The Heart of the Continent: A Record of Travel Across the Plains and in Oregon, with an Examination of the Mormon Principle (Google eBook)

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Hurd and Houghton, 1870 - Mormon Church - 568 pages
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Page 368 - The man who obtains ascendency over the mouths of the authorities cannot fail ere-long to get their ears. Brigham's manners astonish any one who knows that his only education was a few quarters of such common-school experience as could be had in Ontario County, Central New York, during the early part of the century. There are few courtlier men living. His address is a fine combination of dignity with the desire to confer happiness, — of perfect deference to the feelings of others with absolute...
Page 426 - We did not so much seem to be seeing from that crag of vision a new scene on the old familiar globe, as a new heaven and a new earth into which the creative spirit had just been breathed.
Page 568 - Alexander — and then Mormonism will go out of geography into the history of popular delusions. There is not a single chief, apostle, or bishop, except Brigham, who possesses any catholicity of influence. I found this tacitly acknowledged in every quarter. The people seem like citizens of a beleaguered town, who know they have but a definite amount of...
Page 367 - To return to it: his eyes are a clear blue -gray, frank and straightforward in their look ; his nose a finely chiselled aquiline ; his mouth exceedingly firm, and fortified in that expression by a chin almost as protrusive beyond the rest of the profile as Charlotte Cushman's, though less noticeably so, being longer than hers ; and he wears a narrow ribbon of brown beard, meeting under the chin. I think I have heard Captain Burton say that he had irregular teeth, which made his smile unpleasant Since...
Page 367 - Mr. Fuller, who, besides being a successful politician, was an excellent dentist. He secured Brigham's everlasting gratitude by making him a very handsome false set, and performing the same service for all of his favorite, but edentate wives. Several other apostles of the Lord owe to Mr. Fuller their ability to gnash their teeth against the Gentiles. The result was that he became the most popular Federal officer (who did n't turn Mormon) ever sent to Utah. The man who obtains ascendency over the...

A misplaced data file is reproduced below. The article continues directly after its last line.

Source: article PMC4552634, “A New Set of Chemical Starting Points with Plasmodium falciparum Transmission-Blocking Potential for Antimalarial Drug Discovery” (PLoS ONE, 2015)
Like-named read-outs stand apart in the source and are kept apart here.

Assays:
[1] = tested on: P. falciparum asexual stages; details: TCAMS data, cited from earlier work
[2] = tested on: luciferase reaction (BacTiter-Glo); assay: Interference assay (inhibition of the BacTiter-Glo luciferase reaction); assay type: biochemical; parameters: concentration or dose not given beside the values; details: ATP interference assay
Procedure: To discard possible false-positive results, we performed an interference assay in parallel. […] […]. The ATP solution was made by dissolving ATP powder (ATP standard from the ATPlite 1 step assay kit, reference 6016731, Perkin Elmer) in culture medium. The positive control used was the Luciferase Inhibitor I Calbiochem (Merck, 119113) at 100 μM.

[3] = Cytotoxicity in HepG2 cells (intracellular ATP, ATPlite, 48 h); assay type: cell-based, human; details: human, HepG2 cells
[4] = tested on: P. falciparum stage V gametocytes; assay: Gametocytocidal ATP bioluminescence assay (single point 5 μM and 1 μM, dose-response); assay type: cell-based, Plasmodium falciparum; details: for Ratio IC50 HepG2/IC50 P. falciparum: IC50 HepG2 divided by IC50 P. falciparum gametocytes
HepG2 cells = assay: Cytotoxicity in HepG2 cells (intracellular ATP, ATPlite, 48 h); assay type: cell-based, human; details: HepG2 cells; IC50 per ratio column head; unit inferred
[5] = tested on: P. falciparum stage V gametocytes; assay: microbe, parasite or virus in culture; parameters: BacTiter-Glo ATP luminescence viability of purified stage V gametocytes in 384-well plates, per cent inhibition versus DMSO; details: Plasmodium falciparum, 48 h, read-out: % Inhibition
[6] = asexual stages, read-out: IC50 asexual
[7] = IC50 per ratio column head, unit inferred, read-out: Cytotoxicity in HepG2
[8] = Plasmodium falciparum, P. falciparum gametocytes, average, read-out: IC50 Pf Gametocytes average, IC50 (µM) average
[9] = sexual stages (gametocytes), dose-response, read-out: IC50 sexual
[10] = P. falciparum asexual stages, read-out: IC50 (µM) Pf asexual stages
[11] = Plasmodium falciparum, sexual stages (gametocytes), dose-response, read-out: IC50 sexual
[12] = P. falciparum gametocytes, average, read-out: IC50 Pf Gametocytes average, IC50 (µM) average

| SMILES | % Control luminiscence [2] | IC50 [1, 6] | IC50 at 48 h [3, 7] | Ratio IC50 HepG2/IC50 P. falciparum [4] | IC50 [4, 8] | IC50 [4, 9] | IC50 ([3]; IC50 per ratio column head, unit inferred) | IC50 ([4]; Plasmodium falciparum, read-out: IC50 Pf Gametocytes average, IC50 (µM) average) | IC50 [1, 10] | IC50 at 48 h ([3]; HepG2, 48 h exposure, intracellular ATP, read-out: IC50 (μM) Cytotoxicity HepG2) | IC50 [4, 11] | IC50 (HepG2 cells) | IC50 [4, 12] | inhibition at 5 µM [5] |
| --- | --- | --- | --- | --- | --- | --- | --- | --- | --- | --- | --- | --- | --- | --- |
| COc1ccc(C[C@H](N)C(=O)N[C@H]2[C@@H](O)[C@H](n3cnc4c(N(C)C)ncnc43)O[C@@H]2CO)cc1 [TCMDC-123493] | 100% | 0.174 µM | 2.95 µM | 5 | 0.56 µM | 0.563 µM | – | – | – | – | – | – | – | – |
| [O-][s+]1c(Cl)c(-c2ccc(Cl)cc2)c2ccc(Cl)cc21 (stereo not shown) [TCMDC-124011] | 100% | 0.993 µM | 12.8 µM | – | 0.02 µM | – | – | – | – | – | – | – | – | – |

Page 347 - What d' ye think o' that ? Shall ! Shall take a hold on him ! That don't mean they sha'n't, does it ? No ! God's word means what it says. And therefore means no otherwise, — not in no way, shape, nor manner. Not in no way, for He saith, ' I am the way — and the truth and the life.
Page 370 - But you don't know yet," he added, "how independent we are of you at the East. Where do you think we got that central chandelier, and how much d'ye suppose we paid for it?
Page 566 - ... one man's irresponsible hands is a crime against the Constitution. At the same time, this power, wonderful as it may seem, is practically wielded for the common good. I never heard Brigham's worst enemies accuse him of peculation, though such immense interests are controlled by his one pair of hands. His life is all one great theoretical mistake, yet he makes fewer practical mistakes than any other man, so situated, whom the world ever saw. Those he does make are not on the side of self. He merges...
Page 366 - Let us return to where he stands gazing down on the parquet. Like any Eastern partygoer, he is habited in the "customary suit of solemn black," and looks very distinguished in this dress, though his daily homespun detracts nothing from the feeling, when in his presence, that you are beholding a most remarkable man. He is nearly seventy years old, but appears very little over forty. His height is about five feet ten inches ; his figure very well made and slightly inclining to portliness. His hair...
Page 366 - But they were very polite, and received me with as skilfully veiled disapprobation as is shown by fashionable Eastern belles to brilliant seducers immoral in our sense. Had I been a •woman, I suppose there would have been no mercy for me. I sought out our entertainer, Brigham Young, to thank him for the flattering exception made in our Gentile favor. He was standing in the dress-circle of the theatre, looking down on the dancers with an air of mingled hearty kindness and feudal ownership. I could...

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